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Tom Ambrose Bowen

Tom Ambrose Bowen was born on April 18, 1916, the third child and only son of William and Norah Bowen. He had two older sisters, Norah and Beatrice, and a younger sister, Agnes.

His parents arrived in Australia around 1910, coming from Wolverhampton, Great Britain. They settled in Brunswick, a suburb of Melbourne, where Tom was most likely born.

As a child, Tom Bowen greatly desired to become a doctor. His father was a carpenter and would not allow any of his children to receive more education than necessary to get a job. Therefore, without having a say, after finishing school, Tom became an apprentice carpenter.

Tom married Jessie McLean at the Salvation Army in September 1941, and they moved to Geelong, where Tom took a job as a carpenter at the local cement factory. They had three children: Pam, Barry, and Heather.

Tom was a passionate athlete who loved swimming, cycling, and playing cricket. He successfully led a sports club for the Salvation Army in Geelong, training young people in various sports, physical exercises, and gymnastics.

His wife, Jessie, suffered from asthma and often required hospitalization to ease her breathing. Tom somehow began learning how to help his wife overcome asthma attacks and periodically treated her using his procedures. Jessie‚Äôs condition constantly improved, and eventually, she no longer needed medication or hospitalization thanks to Tom’s method.

Tom achieved immediate results when applying some procedures he designed for sports accident cases at the club and was able to help any coworker who complained of pain.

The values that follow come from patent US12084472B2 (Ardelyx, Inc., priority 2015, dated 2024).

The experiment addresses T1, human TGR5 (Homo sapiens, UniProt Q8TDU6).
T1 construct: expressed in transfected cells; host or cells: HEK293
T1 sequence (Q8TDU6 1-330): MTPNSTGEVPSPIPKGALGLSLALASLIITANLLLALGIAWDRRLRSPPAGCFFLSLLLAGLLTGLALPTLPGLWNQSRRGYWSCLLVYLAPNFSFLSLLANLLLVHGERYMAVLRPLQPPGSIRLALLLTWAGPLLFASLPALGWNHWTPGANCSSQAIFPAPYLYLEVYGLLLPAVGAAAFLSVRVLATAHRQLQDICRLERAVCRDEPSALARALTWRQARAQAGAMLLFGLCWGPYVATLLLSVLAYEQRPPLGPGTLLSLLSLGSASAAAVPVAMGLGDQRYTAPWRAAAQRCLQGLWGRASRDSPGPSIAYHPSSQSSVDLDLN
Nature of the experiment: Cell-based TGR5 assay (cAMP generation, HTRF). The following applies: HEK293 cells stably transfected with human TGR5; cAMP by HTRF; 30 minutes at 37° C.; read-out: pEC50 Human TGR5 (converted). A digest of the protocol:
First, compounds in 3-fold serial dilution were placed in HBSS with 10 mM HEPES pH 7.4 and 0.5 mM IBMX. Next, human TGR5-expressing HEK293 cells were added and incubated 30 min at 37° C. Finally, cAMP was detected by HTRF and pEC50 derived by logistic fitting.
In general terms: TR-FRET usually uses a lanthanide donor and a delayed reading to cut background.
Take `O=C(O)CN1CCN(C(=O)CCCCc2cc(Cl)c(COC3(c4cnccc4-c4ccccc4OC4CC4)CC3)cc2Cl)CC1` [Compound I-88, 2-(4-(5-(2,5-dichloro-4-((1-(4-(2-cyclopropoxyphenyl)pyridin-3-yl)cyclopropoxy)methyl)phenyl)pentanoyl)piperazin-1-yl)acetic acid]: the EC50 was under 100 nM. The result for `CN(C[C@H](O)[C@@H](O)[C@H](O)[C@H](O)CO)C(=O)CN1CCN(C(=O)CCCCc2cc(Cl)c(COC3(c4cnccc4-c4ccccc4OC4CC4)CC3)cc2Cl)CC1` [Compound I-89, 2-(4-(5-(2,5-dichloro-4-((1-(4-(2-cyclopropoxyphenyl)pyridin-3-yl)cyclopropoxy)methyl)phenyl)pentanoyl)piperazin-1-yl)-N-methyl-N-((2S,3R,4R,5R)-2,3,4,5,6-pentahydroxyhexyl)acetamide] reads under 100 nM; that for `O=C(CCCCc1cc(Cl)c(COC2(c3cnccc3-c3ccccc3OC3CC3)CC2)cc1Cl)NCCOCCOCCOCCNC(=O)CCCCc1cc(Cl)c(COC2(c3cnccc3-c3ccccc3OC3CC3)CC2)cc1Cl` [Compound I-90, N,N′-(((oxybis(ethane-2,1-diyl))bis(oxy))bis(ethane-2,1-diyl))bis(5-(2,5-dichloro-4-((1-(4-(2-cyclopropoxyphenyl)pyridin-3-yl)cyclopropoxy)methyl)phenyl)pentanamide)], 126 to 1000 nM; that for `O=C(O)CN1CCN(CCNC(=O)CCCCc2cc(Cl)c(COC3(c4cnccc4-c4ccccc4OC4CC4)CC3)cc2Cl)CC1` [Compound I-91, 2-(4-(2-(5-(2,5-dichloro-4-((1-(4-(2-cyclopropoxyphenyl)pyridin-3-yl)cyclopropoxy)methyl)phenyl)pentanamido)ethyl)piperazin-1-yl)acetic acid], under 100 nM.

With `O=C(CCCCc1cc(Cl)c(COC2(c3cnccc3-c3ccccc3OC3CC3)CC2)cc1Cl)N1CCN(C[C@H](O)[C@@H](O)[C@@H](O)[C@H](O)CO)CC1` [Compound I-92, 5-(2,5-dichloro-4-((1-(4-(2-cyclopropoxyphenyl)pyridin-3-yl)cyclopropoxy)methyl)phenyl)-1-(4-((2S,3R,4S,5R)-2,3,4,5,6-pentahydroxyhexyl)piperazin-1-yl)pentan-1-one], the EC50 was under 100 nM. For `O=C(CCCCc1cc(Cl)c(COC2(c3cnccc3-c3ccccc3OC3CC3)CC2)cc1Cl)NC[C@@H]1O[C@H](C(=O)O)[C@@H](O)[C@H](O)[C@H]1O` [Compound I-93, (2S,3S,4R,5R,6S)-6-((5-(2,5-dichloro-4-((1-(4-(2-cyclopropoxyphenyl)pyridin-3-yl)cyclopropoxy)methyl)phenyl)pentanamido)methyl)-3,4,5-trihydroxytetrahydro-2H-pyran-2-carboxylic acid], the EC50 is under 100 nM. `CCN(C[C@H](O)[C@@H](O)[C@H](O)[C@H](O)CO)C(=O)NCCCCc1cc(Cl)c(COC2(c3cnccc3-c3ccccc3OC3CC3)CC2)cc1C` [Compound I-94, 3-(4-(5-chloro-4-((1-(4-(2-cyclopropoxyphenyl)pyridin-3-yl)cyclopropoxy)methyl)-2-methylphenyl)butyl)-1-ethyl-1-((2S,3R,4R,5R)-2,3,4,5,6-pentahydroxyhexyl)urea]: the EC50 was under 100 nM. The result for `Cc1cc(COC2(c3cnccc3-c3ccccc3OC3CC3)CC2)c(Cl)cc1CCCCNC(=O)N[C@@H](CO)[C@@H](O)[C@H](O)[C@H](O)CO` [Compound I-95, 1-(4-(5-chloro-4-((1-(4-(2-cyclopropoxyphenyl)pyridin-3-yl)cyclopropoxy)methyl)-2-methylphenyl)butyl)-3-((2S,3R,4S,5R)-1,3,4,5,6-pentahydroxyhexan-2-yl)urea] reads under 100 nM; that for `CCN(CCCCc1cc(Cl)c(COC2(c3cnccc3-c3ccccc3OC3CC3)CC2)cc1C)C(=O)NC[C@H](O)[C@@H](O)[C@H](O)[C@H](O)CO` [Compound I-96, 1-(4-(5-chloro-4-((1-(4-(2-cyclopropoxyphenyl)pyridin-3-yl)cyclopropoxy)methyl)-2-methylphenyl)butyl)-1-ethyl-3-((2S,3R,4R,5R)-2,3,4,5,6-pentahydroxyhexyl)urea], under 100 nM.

Soon, word spread, and everyone learned that Tom had his method of helping those in distress. While he worked as a carpenter at the factory during the day, Tom started working evenings at home, treating more and more people who sought his help with various health problems.

Tom Bowen continued to develop and improve his technique. By the early 1960s, a major decision was necessary: to stay at the cement factory or to take a risk and start his practice. Although Jessie, his wife, disagreed with taking risks, Tom managed to convince her and opened a practice in the home of a family friend, Rene Horwood, on Autumn Street. Rene had sold her business and had enough time to offer Tom support and advice, based on her many years of business experience.

While Rene handled the secretarial and accounting work, Tom successfully helped those with back pain, sports accidents, asthma, organic ailments, mental and emotional problems, and even managed to bring relief to those with severe disabilities. Thus began the lifelong work of the man who would later be recognized for his genius in restoring people’s health.

Soon, the large number of patients coming for treatment made it impossible to continue working in a private home, so the next step was moving to a larger location at 99 Latrobe Terrace, Geelong. However, this location also soon proved too small, and Tom moved his practice to 283 Latrobe Terrace.